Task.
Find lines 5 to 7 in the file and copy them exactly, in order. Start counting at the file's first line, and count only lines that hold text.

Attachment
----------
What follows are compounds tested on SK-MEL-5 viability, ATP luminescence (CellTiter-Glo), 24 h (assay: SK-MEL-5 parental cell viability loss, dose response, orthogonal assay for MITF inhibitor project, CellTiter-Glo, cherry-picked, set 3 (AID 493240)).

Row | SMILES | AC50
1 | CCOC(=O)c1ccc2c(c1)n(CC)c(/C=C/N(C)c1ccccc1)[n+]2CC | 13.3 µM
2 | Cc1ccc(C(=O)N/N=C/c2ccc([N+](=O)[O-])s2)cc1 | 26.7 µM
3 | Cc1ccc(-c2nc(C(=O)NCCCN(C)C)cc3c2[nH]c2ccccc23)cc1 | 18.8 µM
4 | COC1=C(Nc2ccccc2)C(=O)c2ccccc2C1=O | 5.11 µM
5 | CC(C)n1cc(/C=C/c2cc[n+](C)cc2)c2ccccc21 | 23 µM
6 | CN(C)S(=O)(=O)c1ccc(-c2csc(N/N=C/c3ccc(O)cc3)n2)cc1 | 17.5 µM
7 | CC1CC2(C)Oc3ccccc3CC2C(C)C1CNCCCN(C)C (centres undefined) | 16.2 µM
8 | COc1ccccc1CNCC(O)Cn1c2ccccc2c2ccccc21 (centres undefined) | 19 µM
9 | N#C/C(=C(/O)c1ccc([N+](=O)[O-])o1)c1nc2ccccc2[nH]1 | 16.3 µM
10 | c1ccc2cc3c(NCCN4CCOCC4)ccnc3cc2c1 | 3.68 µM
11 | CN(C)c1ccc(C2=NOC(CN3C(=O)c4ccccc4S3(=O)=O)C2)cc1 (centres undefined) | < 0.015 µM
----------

3 | Cc1ccc(-c2nc(C(=O)NCCCN(C)C)cc3c2[nH]c2ccccc23)cc1 | 18.8 µM
4 | COC1=C(Nc2ccccc2)C(=O)c2ccccc2C1=O | 5.11 µM
5 | CC(C)n1cc(/C=C/c2cc[n+](C)cc2)c2ccccc21 | 23 µM